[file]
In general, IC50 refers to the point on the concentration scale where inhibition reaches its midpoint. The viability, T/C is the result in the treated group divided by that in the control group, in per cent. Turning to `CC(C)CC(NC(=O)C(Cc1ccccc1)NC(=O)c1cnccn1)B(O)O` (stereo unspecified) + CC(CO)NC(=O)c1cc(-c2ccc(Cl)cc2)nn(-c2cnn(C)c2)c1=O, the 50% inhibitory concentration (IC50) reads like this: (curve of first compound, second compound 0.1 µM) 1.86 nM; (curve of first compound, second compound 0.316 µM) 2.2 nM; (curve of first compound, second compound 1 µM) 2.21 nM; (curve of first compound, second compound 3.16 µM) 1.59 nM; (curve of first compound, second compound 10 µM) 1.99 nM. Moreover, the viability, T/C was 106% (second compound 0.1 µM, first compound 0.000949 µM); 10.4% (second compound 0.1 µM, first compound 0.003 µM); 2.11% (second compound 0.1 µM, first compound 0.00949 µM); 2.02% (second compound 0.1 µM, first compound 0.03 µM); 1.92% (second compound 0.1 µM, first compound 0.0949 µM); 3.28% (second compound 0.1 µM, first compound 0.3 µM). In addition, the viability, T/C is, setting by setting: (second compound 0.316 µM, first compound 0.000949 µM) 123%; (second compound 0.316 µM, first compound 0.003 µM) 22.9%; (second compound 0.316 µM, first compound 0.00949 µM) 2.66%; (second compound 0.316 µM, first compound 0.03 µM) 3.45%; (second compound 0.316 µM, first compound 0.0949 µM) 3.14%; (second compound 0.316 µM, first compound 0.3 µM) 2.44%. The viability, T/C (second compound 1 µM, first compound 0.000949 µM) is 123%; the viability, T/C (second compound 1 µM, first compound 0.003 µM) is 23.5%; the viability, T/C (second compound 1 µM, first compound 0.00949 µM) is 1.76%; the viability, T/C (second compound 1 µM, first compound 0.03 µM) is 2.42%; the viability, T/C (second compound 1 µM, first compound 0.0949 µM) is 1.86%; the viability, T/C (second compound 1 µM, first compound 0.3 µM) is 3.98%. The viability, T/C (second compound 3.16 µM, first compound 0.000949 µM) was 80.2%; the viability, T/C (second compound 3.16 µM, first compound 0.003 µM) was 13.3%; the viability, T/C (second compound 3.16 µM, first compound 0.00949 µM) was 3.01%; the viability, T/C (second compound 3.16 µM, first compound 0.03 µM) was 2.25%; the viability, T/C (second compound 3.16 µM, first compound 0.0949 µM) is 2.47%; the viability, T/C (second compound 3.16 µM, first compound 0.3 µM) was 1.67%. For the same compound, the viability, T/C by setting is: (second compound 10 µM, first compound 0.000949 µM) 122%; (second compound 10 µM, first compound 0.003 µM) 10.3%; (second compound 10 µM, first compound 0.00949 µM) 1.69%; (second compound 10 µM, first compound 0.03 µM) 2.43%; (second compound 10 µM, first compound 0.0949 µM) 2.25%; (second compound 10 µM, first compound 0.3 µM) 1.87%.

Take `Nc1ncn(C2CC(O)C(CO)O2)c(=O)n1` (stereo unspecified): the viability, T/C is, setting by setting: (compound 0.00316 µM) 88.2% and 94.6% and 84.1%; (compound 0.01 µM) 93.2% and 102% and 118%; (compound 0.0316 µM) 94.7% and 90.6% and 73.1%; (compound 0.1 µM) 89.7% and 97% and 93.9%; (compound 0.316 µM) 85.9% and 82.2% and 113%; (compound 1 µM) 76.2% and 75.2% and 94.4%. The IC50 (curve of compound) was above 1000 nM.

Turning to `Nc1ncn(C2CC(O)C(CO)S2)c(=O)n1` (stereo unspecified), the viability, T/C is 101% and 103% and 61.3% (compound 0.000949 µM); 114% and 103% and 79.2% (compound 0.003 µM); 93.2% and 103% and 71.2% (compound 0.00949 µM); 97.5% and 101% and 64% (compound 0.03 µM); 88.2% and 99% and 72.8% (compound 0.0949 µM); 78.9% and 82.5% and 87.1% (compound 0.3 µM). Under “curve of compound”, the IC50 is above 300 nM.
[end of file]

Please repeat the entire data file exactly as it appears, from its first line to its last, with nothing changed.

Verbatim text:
In general, IC50 refers to the point on the concentration scale where inhibition reaches its midpoint. The viability, T/C is the result in the treated group divided by that in the control group, in per cent. Turning to `CC(C)CC(NC(=O)C(Cc1ccccc1)NC(=O)c1cnccn1)B(O)O` (stereo unspecified) + CC(CO)NC(=O)c1cc(-c2ccc(Cl)cc2)nn(-c2cnn(C)c2)c1=O, the 50% inhibitory concentration (IC50) reads like this: (curve of first compound, second compound 0.1 µM) 1.86 nM; (curve of first compound, second compound 0.316 µM) 2.2 nM; (curve of first compound, second compound 1 µM) 2.21 nM; (curve of first compound, second compound 3.16 µM) 1.59 nM; (curve of first compound, second compound 10 µM) 1.99 nM. Moreover, the viability, T/C was 106% (second compound 0.1 µM, first compound 0.000949 µM); 10.4% (second compound 0.1 µM, first compound 0.003 µM); 2.11% (second compound 0.1 µM, first compound 0.00949 µM); 2.02% (second compound 0.1 µM, first compound 0.03 µM); 1.92% (second compound 0.1 µM, first compound 0.0949 µM); 3.28% (second compound 0.1 µM, first compound 0.3 µM). In addition, the viability, T/C is, setting by setting: (second compound 0.316 µM, first compound 0.000949 µM) 123%; (second compound 0.316 µM, first compound 0.003 µM) 22.9%; (second compound 0.316 µM, first compound 0.00949 µM) 2.66%; (second compound 0.316 µM, first compound 0.03 µM) 3.45%; (second compound 0.316 µM, first compound 0.0949 µM) 3.14%; (second compound 0.316 µM, first compound 0.3 µM) 2.44%. The viability, T/C (second compound 1 µM, first compound 0.000949 µM) is 123%; the viability, T/C (second compound 1 µM, first compound 0.003 µM) is 23.5%; the viability, T/C (second compound 1 µM, first compound 0.00949 µM) is 1.76%; the viability, T/C (second compound 1 µM, first compound 0.03 µM) is 2.42%; the viability, T/C (second compound 1 µM, first compound 0.0949 µM) is 1.86%; the viability, T/C (second compound 1 µM, first compound 0.3 µM) is 3.98%. The viability, T/C (second compound 3.16 µM, first compound 0.000949 µM) was 80.2%; the viability, T/C (second compound 3.16 µM, first compound 0.003 µM) was 13.3%; the viability, T/C (second compound 3.16 µM, first compound 0.00949 µM) was 3.01%; the viability, T/C (second compound 3.16 µM, first compound 0.03 µM) was 2.25%; the viability, T/C (second compound 3.16 µM, first compound 0.0949 µM) is 2.47%; the viability, T/C (second compound 3.16 µM, first compound 0.3 µM) was 1.67%. For the same compound, the viability, T/C by setting is: (second compound 10 µM, first compound 0.000949 µM) 122%; (second compound 10 µM, first compound 0.003 µM) 10.3%; (second compound 10 µM, first compound 0.00949 µM) 1.69%; (second compound 10 µM, first compound 0.03 µM) 2.43%; (second compound 10 µM, first compound 0.0949 µM) 2.25%; (second compound 10 µM, first compound 0.3 µM) 1.87%.

Take `Nc1ncn(C2CC(O)C(CO)O2)c(=O)n1` (stereo unspecified): the viability, T/C is, setting by setting: (compound 0.00316 µM) 88.2% and 94.6% and 84.1%; (compound 0.01 µM) 93.2% and 102% and 118%; (compound 0.0316 µM) 94.7% and 90.6% and 73.1%; (compound 0.1 µM) 89.7% and 97% and 93.9%; (compound 0.316 µM) 85.9% and 82.2% and 113%; (compound 1 µM) 76.2% and 75.2% and 94.4%. The IC50 (curve of compound) was above 1000 nM.

Turning to `Nc1ncn(C2CC(O)C(CO)S2)c(=O)n1` (stereo unspecified), the viability, T/C is 101% and 103% and 61.3% (compound 0.000949 µM); 114% and 103% and 79.2% (compound 0.003 µM); 93.2% and 103% and 71.2% (compound 0.00949 µM); 97.5% and 101% and 64% (compound 0.03 µM); 88.2% and 99% and 72.8% (compound 0.0949 µM); 78.9% and 82.5% and 87.1% (compound 0.3 µM). Under “curve of compound”, the IC50 is above 300 nM.